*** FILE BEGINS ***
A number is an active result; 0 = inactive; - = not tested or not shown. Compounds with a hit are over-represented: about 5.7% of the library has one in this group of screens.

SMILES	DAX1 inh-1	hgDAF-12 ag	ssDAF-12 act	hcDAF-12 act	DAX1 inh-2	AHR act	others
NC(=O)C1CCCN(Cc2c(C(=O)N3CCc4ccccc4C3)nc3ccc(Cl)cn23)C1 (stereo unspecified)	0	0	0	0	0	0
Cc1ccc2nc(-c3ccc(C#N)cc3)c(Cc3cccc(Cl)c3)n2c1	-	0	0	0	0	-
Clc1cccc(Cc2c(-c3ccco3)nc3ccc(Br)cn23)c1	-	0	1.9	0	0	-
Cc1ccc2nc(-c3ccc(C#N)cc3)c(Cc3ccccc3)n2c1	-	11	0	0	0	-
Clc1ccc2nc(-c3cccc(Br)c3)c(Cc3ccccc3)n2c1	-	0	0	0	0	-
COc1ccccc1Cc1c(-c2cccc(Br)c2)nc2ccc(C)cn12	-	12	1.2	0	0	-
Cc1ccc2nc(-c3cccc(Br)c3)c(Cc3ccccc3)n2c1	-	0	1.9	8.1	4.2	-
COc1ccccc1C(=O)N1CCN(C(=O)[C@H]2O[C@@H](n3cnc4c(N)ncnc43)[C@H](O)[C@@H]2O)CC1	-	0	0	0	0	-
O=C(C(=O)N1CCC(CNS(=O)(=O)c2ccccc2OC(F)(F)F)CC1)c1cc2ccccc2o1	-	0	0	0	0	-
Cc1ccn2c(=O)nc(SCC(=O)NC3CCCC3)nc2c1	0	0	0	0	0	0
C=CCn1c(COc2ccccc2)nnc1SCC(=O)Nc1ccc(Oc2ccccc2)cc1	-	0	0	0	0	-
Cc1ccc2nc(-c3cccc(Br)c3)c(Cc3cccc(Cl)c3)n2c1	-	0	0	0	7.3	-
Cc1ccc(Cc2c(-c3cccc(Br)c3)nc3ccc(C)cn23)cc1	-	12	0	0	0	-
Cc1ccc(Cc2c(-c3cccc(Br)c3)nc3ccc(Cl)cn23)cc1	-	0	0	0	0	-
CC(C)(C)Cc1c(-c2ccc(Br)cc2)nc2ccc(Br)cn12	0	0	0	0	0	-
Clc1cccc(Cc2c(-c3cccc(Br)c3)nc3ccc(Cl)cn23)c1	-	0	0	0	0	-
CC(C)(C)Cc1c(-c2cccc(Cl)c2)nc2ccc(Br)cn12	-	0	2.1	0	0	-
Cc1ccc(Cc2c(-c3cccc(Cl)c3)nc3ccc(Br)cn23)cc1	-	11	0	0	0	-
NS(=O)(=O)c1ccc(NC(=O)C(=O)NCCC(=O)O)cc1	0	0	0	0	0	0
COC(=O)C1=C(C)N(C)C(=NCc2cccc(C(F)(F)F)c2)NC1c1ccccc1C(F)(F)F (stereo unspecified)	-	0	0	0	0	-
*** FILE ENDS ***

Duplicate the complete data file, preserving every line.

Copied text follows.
A number is an active result; 0 = inactive; - = not tested or not shown. Compounds with a hit are over-represented: about 5.7% of the library has one in this group of screens.

SMILES	DAX1 inh-1	hgDAF-12 ag	ssDAF-12 act	hcDAF-12 act	DAX1 inh-2	AHR act	others
NC(=O)C1CCCN(Cc2c(C(=O)N3CCc4ccccc4C3)nc3ccc(Cl)cn23)C1 (stereo unspecified)	0	0	0	0	0	0
Cc1ccc2nc(-c3ccc(C#N)cc3)c(Cc3cccc(Cl)c3)n2c1	-	0	0	0	0	-
Clc1cccc(Cc2c(-c3ccco3)nc3ccc(Br)cn23)c1	-	0	1.9	0	0	-
Cc1ccc2nc(-c3ccc(C#N)cc3)c(Cc3ccccc3)n2c1	-	11	0	0	0	-
Clc1ccc2nc(-c3cccc(Br)c3)c(Cc3ccccc3)n2c1	-	0	0	0	0	-
COc1ccccc1Cc1c(-c2cccc(Br)c2)nc2ccc(C)cn12	-	12	1.2	0	0	-
Cc1ccc2nc(-c3cccc(Br)c3)c(Cc3ccccc3)n2c1	-	0	1.9	8.1	4.2	-
COc1ccccc1C(=O)N1CCN(C(=O)[C@H]2O[C@@H](n3cnc4c(N)ncnc43)[C@H](O)[C@@H]2O)CC1	-	0	0	0	0	-
O=C(C(=O)N1CCC(CNS(=O)(=O)c2ccccc2OC(F)(F)F)CC1)c1cc2ccccc2o1	-	0	0	0	0	-
Cc1ccn2c(=O)nc(SCC(=O)NC3CCCC3)nc2c1	0	0	0	0	0	0
C=CCn1c(COc2ccccc2)nnc1SCC(=O)Nc1ccc(Oc2ccccc2)cc1	-	0	0	0	0	-
Cc1ccc2nc(-c3cccc(Br)c3)c(Cc3cccc(Cl)c3)n2c1	-	0	0	0	7.3	-
Cc1ccc(Cc2c(-c3cccc(Br)c3)nc3ccc(C)cn23)cc1	-	12	0	0	0	-
Cc1ccc(Cc2c(-c3cccc(Br)c3)nc3ccc(Cl)cn23)cc1	-	0	0	0	0	-
CC(C)(C)Cc1c(-c2ccc(Br)cc2)nc2ccc(Br)cn12	0	0	0	0	0	-
Clc1cccc(Cc2c(-c3cccc(Br)c3)nc3ccc(Cl)cn23)c1	-	0	0	0	0	-
CC(C)(C)Cc1c(-c2cccc(Cl)c2)nc2ccc(Br)cn12	-	0	2.1	0	0	-
Cc1ccc(Cc2c(-c3cccc(Cl)c3)nc3ccc(Br)cn23)cc1	-	11	0	0	0	-
NS(=O)(=O)c1ccc(NC(=O)C(=O)NCCC(=O)O)cc1	0	0	0	0	0	0
COC(=O)C1=C(C)N(C)C(=NCc2cccc(C(F)(F)F)c2)NC1c1ccccc1C(F)(F)F (stereo unspecified)	-	0	0	0	0	-